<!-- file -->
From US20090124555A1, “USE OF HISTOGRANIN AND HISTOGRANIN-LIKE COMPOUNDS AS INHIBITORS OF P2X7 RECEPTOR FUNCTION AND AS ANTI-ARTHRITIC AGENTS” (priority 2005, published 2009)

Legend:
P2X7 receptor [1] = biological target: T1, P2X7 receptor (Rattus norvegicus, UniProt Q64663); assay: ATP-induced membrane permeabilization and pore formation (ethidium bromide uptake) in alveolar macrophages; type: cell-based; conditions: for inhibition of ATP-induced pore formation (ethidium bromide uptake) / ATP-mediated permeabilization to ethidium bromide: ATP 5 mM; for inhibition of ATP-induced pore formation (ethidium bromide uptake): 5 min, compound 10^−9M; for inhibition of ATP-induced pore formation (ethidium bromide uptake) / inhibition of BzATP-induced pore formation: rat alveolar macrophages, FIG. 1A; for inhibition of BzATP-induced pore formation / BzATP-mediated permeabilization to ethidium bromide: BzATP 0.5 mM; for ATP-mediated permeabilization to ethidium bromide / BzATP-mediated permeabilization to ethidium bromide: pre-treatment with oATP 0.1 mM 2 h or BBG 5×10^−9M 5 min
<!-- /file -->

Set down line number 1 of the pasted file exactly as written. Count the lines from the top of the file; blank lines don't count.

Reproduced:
From US20090124555A1, “USE OF HISTOGRANIN AND HISTOGRANIN-LIKE COMPOUNDS AS INHIBITORS OF P2X7 RECEPTOR FUNCTION AND AS ANTI-ARTHRITIC AGENTS” (priority 2005, published 2009)